Mobile network O2 has been hit by a scam which cost it £1.2m last month, as a criminal gang allegedly hijacked Sim cards to profit from calls to international premium rate numbers.
The mobile phone operator was alerted to the scam after it noticed that some customers were running up massive bills which could not be accounted for.
It was only after O2 alerted the City of London Police to the problem that the extent of the scam was revealed.
Yesterday, after carrying out a nationwide investigation, the City of London Police arrested eight men and one woman on suspicion of conspiracy to defraud O2 of millions of pounds.
How the premium rate call scam worked
The investigation revealed that a criminal network had been using fake identities and fake accounts to buy mobile phones, via the internet and on the high street, operating on the O2 mobile network.
These phones were then passed on to the person who City of London detectives believed was the mastermind behind the whole operation.
The Sim cards from the phones were used to call international premium line telephone numbers, some costing up to £10 a minute, operated by the same criminal gang, who then profited from each call.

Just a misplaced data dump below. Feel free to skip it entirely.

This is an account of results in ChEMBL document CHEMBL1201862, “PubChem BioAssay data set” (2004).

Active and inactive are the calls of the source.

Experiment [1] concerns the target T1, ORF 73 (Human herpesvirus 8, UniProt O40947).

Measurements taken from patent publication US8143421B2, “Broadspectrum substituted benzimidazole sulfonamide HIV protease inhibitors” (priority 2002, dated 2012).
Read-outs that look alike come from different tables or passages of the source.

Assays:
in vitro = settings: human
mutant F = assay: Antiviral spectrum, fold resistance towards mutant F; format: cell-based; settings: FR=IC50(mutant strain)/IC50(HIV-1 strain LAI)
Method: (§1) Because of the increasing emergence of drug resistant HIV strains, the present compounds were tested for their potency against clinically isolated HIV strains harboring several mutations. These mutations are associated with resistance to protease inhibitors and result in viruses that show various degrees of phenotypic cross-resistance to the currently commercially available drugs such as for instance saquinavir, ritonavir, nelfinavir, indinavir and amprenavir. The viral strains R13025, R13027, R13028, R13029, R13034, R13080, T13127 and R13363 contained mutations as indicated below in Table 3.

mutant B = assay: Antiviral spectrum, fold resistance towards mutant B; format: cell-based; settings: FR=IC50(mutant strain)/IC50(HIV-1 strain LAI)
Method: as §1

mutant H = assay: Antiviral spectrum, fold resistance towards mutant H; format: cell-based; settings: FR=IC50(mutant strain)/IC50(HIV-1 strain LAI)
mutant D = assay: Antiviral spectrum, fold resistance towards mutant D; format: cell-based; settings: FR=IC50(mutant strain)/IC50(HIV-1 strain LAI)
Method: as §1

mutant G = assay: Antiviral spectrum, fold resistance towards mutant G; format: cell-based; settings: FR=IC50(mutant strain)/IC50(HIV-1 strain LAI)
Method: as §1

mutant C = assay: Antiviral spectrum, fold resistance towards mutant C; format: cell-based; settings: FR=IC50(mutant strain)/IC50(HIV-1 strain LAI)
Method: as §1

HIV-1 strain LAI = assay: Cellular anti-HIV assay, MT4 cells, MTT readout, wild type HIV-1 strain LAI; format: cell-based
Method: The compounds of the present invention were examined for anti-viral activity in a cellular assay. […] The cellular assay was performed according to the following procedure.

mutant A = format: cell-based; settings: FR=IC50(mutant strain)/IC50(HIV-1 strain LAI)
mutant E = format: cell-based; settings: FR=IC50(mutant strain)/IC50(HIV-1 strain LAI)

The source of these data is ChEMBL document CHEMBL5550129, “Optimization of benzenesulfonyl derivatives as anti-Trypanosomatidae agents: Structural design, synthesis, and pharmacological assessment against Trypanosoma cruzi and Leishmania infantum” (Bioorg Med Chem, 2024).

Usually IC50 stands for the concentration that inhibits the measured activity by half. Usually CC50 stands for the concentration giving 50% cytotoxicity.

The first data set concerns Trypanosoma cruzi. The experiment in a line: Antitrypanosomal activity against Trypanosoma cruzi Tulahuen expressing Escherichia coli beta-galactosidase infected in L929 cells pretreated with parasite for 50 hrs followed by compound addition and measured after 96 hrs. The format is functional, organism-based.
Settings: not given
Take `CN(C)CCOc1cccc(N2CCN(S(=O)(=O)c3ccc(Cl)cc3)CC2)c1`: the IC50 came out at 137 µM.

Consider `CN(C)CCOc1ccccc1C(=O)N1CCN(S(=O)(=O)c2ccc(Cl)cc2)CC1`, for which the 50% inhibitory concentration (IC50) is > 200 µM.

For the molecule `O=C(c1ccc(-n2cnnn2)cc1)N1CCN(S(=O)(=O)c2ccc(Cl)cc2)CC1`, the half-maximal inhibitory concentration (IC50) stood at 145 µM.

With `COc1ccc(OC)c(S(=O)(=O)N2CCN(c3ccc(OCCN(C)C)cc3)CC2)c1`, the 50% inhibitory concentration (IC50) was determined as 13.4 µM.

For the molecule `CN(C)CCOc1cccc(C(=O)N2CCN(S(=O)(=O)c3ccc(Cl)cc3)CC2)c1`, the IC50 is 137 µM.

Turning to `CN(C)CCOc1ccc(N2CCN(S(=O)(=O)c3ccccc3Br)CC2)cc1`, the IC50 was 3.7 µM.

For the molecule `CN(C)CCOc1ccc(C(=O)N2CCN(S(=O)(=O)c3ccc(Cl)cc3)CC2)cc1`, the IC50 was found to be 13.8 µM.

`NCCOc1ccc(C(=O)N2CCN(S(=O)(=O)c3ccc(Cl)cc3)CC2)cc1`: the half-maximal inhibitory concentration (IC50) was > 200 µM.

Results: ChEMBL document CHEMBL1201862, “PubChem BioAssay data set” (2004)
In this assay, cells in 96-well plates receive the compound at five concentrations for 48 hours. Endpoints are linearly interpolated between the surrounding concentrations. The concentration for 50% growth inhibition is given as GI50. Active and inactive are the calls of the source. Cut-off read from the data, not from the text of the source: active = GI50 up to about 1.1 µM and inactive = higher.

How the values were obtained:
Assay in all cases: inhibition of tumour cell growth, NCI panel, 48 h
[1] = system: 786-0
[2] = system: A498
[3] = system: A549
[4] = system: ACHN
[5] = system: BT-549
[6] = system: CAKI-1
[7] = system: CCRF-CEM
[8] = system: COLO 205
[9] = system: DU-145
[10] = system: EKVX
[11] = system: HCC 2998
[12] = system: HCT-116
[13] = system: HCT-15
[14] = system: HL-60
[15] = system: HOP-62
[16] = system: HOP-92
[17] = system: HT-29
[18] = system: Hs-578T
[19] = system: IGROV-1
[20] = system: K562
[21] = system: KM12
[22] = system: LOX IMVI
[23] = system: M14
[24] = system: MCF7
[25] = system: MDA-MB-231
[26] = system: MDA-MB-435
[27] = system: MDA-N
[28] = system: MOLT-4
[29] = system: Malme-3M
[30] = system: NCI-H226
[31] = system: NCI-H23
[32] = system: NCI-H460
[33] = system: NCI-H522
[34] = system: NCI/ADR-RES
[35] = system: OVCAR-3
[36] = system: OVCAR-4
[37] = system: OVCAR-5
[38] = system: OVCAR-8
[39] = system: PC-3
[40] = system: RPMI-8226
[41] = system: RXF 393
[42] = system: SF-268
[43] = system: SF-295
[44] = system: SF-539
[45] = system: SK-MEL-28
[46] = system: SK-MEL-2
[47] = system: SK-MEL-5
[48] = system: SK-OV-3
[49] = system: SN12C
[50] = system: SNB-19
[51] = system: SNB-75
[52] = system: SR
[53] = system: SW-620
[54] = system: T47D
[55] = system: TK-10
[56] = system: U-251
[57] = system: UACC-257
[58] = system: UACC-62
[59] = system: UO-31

Under the telecommunications regulations in some countries, network providers must pay the providers of a phone service before they recoup the money from their own customers.
This meant the gang’s multi-million pound phone bill from the premium rate calls was paid by O2, and it was only when O2 approached its customers registered as the Sim card owners for payment that it was alerted to the fraud.
If you’re concerned about your personal information being at risk, read our top tips for stopping identity theft
Commenting on the arrests, Adrian Goreham, O2’s general manager fraud & security, said: ‘This was a sophisticated and organised attempt to defraud mobile phone operators.
‘We are extremely pleased that our own investigation and the information we have shared with the City of London Police has resulted in these arrests.’
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